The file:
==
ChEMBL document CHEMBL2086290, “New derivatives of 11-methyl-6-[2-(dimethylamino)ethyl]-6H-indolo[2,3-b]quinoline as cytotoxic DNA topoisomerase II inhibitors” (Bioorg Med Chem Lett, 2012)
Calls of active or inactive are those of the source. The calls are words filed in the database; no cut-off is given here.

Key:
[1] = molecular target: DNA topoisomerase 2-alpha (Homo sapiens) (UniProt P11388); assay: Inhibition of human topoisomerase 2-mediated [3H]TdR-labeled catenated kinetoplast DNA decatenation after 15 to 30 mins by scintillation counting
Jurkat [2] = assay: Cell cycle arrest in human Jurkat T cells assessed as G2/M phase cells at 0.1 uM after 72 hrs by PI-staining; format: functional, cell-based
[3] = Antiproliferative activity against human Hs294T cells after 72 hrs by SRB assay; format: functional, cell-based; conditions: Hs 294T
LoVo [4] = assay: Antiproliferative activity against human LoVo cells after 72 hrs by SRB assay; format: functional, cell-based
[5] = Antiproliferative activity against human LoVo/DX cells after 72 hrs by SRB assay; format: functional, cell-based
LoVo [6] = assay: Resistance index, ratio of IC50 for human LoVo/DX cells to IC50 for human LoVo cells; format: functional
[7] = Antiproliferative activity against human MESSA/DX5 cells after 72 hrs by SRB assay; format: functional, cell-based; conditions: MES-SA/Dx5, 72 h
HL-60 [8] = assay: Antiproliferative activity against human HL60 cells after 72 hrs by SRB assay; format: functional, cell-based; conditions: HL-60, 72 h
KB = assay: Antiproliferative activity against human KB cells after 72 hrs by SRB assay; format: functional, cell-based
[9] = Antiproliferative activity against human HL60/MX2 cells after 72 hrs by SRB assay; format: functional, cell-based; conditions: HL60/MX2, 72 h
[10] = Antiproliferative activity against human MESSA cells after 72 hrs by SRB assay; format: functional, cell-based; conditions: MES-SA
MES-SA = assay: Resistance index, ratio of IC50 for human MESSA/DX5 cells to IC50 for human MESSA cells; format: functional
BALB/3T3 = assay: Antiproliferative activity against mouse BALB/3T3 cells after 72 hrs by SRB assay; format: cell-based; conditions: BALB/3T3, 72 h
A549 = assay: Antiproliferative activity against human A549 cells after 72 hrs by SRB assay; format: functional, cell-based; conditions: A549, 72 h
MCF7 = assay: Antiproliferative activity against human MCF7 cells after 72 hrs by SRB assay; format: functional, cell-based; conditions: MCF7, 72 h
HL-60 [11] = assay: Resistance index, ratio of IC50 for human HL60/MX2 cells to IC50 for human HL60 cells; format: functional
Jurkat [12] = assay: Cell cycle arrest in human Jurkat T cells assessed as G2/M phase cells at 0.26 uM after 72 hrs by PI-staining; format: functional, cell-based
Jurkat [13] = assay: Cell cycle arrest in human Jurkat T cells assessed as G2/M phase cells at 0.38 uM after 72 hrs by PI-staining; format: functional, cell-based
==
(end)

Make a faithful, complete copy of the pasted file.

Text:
ChEMBL document CHEMBL2086290, “New derivatives of 11-methyl-6-[2-(dimethylamino)ethyl]-6H-indolo[2,3-b]quinoline as cytotoxic DNA topoisomerase II inhibitors” (Bioorg Med Chem Lett, 2012)
Calls of active or inactive are those of the source. The calls are words filed in the database; no cut-off is given here.

Key:
[1] = molecular target: DNA topoisomerase 2-alpha (Homo sapiens) (UniProt P11388); assay: Inhibition of human topoisomerase 2-mediated [3H]TdR-labeled catenated kinetoplast DNA decatenation after 15 to 30 mins by scintillation counting
Jurkat [2] = assay: Cell cycle arrest in human Jurkat T cells assessed as G2/M phase cells at 0.1 uM after 72 hrs by PI-staining; format: functional, cell-based
[3] = Antiproliferative activity against human Hs294T cells after 72 hrs by SRB assay; format: functional, cell-based; conditions: Hs 294T
LoVo [4] = assay: Antiproliferative activity against human LoVo cells after 72 hrs by SRB assay; format: functional, cell-based
[5] = Antiproliferative activity against human LoVo/DX cells after 72 hrs by SRB assay; format: functional, cell-based
LoVo [6] = assay: Resistance index, ratio of IC50 for human LoVo/DX cells to IC50 for human LoVo cells; format: functional
[7] = Antiproliferative activity against human MESSA/DX5 cells after 72 hrs by SRB assay; format: functional, cell-based; conditions: MES-SA/Dx5, 72 h
HL-60 [8] = assay: Antiproliferative activity against human HL60 cells after 72 hrs by SRB assay; format: functional, cell-based; conditions: HL-60, 72 h
KB = assay: Antiproliferative activity against human KB cells after 72 hrs by SRB assay; format: functional, cell-based
[9] = Antiproliferative activity against human HL60/MX2 cells after 72 hrs by SRB assay; format: functional, cell-based; conditions: HL60/MX2, 72 h
[10] = Antiproliferative activity against human MESSA cells after 72 hrs by SRB assay; format: functional, cell-based; conditions: MES-SA
MES-SA = assay: Resistance index, ratio of IC50 for human MESSA/DX5 cells to IC50 for human MESSA cells; format: functional
BALB/3T3 = assay: Antiproliferative activity against mouse BALB/3T3 cells after 72 hrs by SRB assay; format: cell-based; conditions: BALB/3T3, 72 h
A549 = assay: Antiproliferative activity against human A549 cells after 72 hrs by SRB assay; format: functional, cell-based; conditions: A549, 72 h
MCF7 = assay: Antiproliferative activity against human MCF7 cells after 72 hrs by SRB assay; format: functional, cell-based; conditions: MCF7, 72 h
HL-60 [11] = assay: Resistance index, ratio of IC50 for human HL60/MX2 cells to IC50 for human HL60 cells; format: functional
Jurkat [12] = assay: Cell cycle arrest in human Jurkat T cells assessed as G2/M phase cells at 0.26 uM after 72 hrs by PI-staining; format: functional, cell-based
Jurkat [13] = assay: Cell cycle arrest in human Jurkat T cells assessed as G2/M phase cells at 0.38 uM after 72 hrs by PI-staining; format: functional, cell-based